Moving on from the moment

Kyle Vantrease looks to grow despite return to a backup role


No team wants to see their first-string quarterback helped off the field. And it can only get worse when their backup suffers the same fate.

In sports, however, injury can mean opportunity. That opportunity came for Buffalo Bulls (3-6, 1-4 Mid-American Conference) freshman quarterback Kyle Vantrease. Vantrease stepped into action just before halftime against the Northern Illinois Huskies and made his first start against the Miami (OH) RedHawks. He amassed 355 yards and two touchdowns in games that both ended in defeat for Buffalo.

But Vantrease’s opportunity came to an end when redshirt sophomore quarterback Tyree Jackson made his return last week. Vantrease said he will use his experience to develop himself until his opportunity comes again.

“I can take that experience I had just from a game and a half and I can use that to my advantage,” Vantrease said. “Now when Tyree or Drew or one of the other guys mentor me, I have in-game experience to combine that with. Going forward it’s going to be helpful in preparation because I have experience and it's only going to help me further down the road, especially getting in there as a freshman.”

The original plan for Vantrease was to redshirt the season and preserve an extra year of eligibility, according to Vantrease and the coaching staff. But Bulls head coach Lance Leipold said that after Jackson’s injury, Vantrease started taking second-team reps in practice.

Junior Drew Anderson went down and forced Leipold’s hand, just three games later.

“I can’t remember any time in my coaching career that I’ve started a true freshman at quarterback,” Leipold said. “The hope was to redshirt him, but yet we were always preparing him. Then when Tyree went down we told [Vantrease] that if anything happened that we were going to go ahead and play him and he has handled it.”

Leipold pointed out that Vantrease graduated high school in December of last year and received an extra semester of preparation before this season. Vantrease arrived in Buffalo this past spring after an all-state career in his hometown of Stow, Ohio.

Ohio is the home to six of the 12 MAC schools and Vantrease was offered a scholarship from all of them. Ohio is also the home state of new Bulls’ quarterback coach Jim Zebrowski.

Vantrease didn’t know much about Zebrowski when he first came to Buffalo; but his dad, Wade Vantrease, said that once Vantrease found out that Zebrowski graduated high school just 20 minutes from Stow, they began to bond over it.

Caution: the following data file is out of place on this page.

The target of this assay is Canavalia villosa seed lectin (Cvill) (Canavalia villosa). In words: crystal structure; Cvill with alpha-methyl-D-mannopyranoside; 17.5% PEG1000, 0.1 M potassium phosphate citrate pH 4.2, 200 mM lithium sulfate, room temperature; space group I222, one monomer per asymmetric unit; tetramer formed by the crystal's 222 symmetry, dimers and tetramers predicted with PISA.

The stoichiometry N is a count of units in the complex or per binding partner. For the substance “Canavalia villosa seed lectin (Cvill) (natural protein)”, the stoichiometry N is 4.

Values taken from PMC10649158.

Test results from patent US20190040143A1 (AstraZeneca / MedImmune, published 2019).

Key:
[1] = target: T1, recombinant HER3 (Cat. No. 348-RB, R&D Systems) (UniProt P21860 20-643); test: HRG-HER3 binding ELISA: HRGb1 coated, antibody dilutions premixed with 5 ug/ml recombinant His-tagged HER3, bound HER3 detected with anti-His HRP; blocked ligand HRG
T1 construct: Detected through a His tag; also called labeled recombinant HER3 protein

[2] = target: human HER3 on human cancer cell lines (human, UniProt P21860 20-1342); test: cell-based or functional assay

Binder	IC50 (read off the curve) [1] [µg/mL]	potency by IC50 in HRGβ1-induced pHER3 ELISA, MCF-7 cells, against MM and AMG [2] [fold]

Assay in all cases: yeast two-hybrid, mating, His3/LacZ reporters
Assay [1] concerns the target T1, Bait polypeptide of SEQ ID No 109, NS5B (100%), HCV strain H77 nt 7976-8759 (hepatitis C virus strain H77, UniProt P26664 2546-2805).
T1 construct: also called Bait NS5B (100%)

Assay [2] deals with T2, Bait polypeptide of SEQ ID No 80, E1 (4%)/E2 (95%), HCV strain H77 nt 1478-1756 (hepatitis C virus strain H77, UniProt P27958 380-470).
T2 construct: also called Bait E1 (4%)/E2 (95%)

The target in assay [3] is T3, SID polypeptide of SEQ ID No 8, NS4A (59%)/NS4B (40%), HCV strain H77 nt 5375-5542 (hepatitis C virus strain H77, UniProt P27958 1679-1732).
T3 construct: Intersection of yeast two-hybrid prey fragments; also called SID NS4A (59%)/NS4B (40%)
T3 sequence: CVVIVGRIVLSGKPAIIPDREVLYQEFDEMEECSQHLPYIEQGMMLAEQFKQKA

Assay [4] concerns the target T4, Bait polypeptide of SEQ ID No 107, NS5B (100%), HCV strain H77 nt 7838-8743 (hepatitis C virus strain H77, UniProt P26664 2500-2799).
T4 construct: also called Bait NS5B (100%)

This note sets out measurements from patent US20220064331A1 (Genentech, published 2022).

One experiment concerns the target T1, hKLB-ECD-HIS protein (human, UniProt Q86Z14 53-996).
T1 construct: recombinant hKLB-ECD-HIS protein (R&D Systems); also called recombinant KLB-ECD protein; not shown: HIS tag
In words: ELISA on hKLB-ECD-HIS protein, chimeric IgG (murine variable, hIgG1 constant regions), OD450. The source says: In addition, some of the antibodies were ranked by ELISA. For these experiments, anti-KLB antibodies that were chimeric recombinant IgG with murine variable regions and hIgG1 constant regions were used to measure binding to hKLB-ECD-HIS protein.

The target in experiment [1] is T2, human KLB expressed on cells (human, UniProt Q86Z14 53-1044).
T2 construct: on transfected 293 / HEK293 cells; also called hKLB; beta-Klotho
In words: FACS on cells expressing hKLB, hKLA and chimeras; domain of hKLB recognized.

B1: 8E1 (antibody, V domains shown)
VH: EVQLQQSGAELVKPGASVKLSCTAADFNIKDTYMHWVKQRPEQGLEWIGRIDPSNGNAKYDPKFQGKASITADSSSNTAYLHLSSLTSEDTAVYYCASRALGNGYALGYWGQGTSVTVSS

Their relationship grew stronger on the field. Wade praised Zebrowski as a coach and compared their relationship to the one Vantrease shared with his quarterback coach in high school.

“Zebrowski brings a tremendous energy to the quarterback room, the sidelines, the practices. He’s got a great demeanor and a relationship with the guys,” Wade said. “Kyle had that same relationship with his position coach at Stow. It was a great relationship, high energy… so when Kyle met Zebrowski that same kind of bond began immediately.”

Vantrease also came with a connection to Leipold. His grandfather is an alumnus of the University of Mount Union and Vantrease grew up attending Mount Union Purple Raiders games regularly.

The Purple Raiders are one of the best programs in Division III but in the eight seasons from 2007-2014 Leipold coached the Wisconsin-Whitewater Warhawks, Leipold and his team beat Mount Union in the Division III title game six times.

“Kyle’s grandfather was a Mount Union guy so we had season tickets,” Wade said. “We would watch Wisconsin-Whitewater and Mount Union play all the time. We never knew Leipold was a part of that at the time, but because of that there was that understanding of what he had accomplished so Kyle bought into his philosophy immediately.”

Vantrease will have to buy-in to help him find success. He will draw upon Leipold and Zebrowski to help him grow over his next four years in Buffalo. He will apply everything to the practice field in his reserve role, including the time he spent in the game.

“There was a couple things that stood out the most, one of them being pocket presence,” Vantrease said. “In high school, I could escape the pocket and make plays on my feet or on the run, I could throw the ball. In college it’s so much different… the speed of the game is so much faster, I learned the basics of how things go, comfort levels, looking at coverage, looking at fronts and potential pressures and all that stuff. That game really helped me start to develop some skills that I can use in the future.”

Vantrease said he is at Buffalo to play and believes the coaches have the team’s best interest in mind. And although his playing time might be over for the year, Vantrease wants to do whatever will help the team win.

“They have a plan for me and in that plan, they have me as backup,” Vantrease said. “Things happen and I’m going do what I need to do for the team and that was play for a game and a half.”

Daniel Petruccelli is a co-senior sports editor and can be reached at